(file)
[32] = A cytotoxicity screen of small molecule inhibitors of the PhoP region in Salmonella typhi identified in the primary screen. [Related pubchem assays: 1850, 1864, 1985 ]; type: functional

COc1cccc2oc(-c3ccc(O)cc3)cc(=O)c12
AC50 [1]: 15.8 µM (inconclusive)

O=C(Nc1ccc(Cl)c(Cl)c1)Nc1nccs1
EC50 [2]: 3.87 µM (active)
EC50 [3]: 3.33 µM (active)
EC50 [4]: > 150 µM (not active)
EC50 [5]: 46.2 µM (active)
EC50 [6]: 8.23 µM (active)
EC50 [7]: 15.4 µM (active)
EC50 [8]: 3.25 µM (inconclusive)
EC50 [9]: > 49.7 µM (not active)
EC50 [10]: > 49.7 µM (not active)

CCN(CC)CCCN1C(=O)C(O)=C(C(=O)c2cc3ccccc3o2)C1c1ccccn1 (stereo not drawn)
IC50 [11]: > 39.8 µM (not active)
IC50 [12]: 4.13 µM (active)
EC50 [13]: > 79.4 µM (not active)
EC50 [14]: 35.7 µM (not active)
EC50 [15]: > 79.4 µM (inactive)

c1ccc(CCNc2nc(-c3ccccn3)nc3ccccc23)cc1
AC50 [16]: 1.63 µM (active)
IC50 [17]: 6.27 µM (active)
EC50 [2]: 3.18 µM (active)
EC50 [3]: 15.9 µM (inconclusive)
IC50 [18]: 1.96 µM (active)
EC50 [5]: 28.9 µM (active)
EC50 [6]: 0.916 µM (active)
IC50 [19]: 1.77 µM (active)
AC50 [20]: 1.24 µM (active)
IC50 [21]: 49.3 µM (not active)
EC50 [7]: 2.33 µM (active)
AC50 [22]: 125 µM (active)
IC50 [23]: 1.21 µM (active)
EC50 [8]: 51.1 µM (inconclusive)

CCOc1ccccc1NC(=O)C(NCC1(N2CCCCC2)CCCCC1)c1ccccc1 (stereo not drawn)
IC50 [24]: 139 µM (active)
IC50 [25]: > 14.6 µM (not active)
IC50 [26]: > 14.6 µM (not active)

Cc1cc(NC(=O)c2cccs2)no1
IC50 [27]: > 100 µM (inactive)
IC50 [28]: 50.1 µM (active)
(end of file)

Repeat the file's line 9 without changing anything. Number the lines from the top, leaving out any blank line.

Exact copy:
EC50 [6]: 8.23 µM (active)